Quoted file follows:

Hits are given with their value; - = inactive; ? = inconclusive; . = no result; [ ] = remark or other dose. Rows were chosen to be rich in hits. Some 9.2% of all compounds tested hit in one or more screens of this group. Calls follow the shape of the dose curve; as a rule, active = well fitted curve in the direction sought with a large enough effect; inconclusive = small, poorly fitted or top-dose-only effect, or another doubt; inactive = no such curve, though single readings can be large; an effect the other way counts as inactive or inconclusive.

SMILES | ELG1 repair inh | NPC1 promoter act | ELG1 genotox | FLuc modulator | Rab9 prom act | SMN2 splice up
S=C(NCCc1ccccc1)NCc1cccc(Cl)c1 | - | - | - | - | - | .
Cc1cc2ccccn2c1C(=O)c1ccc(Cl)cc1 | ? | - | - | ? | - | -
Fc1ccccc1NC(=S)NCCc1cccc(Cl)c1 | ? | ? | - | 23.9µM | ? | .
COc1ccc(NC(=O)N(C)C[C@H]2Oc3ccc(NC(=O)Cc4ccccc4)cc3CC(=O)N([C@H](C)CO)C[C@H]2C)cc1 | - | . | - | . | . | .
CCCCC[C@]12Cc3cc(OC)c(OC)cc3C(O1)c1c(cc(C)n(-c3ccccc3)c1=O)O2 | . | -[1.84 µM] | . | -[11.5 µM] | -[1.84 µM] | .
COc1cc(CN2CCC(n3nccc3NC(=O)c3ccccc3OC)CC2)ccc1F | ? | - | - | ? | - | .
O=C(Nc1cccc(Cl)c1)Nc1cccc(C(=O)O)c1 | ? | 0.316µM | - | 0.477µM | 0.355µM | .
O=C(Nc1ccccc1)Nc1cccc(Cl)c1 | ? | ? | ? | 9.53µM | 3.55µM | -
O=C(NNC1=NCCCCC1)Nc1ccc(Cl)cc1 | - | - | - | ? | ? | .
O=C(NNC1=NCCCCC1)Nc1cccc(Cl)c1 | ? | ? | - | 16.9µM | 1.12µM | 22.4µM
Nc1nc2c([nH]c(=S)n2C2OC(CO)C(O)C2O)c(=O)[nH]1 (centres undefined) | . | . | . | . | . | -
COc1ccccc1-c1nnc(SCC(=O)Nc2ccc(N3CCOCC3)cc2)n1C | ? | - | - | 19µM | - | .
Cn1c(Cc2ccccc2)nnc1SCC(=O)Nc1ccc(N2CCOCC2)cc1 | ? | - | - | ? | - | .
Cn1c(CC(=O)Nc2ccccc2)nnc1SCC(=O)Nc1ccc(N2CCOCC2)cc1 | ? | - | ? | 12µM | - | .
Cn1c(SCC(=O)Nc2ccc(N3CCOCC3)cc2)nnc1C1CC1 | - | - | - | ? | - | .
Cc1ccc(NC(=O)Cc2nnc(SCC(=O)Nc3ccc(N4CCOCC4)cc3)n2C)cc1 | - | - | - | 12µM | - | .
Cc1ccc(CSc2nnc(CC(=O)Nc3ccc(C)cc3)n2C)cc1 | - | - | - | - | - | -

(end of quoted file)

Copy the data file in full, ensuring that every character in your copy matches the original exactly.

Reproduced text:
Hits are given with their value; - = inactive; ? = inconclusive; . = no result; [ ] = remark or other dose. Rows were chosen to be rich in hits. Some 9.2% of all compounds tested hit in one or more screens of this group. Calls follow the shape of the dose curve; as a rule, active = well fitted curve in the direction sought with a large enough effect; inconclusive = small, poorly fitted or top-dose-only effect, or another doubt; inactive = no such curve, though single readings can be large; an effect the other way counts as inactive or inconclusive.

SMILES | ELG1 repair inh | NPC1 promoter act | ELG1 genotox | FLuc modulator | Rab9 prom act | SMN2 splice up
S=C(NCCc1ccccc1)NCc1cccc(Cl)c1 | - | - | - | - | - | .
Cc1cc2ccccn2c1C(=O)c1ccc(Cl)cc1 | ? | - | - | ? | - | -
Fc1ccccc1NC(=S)NCCc1cccc(Cl)c1 | ? | ? | - | 23.9µM | ? | .
COc1ccc(NC(=O)N(C)C[C@H]2Oc3ccc(NC(=O)Cc4ccccc4)cc3CC(=O)N([C@H](C)CO)C[C@H]2C)cc1 | - | . | - | . | . | .
CCCCC[C@]12Cc3cc(OC)c(OC)cc3C(O1)c1c(cc(C)n(-c3ccccc3)c1=O)O2 | . | -[1.84 µM] | . | -[11.5 µM] | -[1.84 µM] | .
COc1cc(CN2CCC(n3nccc3NC(=O)c3ccccc3OC)CC2)ccc1F | ? | - | - | ? | - | .
O=C(Nc1cccc(Cl)c1)Nc1cccc(C(=O)O)c1 | ? | 0.316µM | - | 0.477µM | 0.355µM | .
O=C(Nc1ccccc1)Nc1cccc(Cl)c1 | ? | ? | ? | 9.53µM | 3.55µM | -
O=C(NNC1=NCCCCC1)Nc1ccc(Cl)cc1 | - | - | - | ? | ? | .
O=C(NNC1=NCCCCC1)Nc1cccc(Cl)c1 | ? | ? | - | 16.9µM | 1.12µM | 22.4µM
Nc1nc2c([nH]c(=S)n2C2OC(CO)C(O)C2O)c(=O)[nH]1 (centres undefined) | . | . | . | . | . | -
COc1ccccc1-c1nnc(SCC(=O)Nc2ccc(N3CCOCC3)cc2)n1C | ? | - | - | 19µM | - | .
Cn1c(Cc2ccccc2)nnc1SCC(=O)Nc1ccc(N2CCOCC2)cc1 | ? | - | - | ? | - | .
Cn1c(CC(=O)Nc2ccccc2)nnc1SCC(=O)Nc1ccc(N2CCOCC2)cc1 | ? | - | ? | 12µM | - | .
Cn1c(SCC(=O)Nc2ccc(N3CCOCC3)cc2)nnc1C1CC1 | - | - | - | ? | - | .
Cc1ccc(NC(=O)Cc2nnc(SCC(=O)Nc3ccc(N4CCOCC4)cc3)n2C)cc1 | - | - | - | 12µM | - | .
Cc1ccc(CSc2nnc(CC(=O)Nc3ccc(C)cc3)n2C)cc1 | - | - | - | - | - | -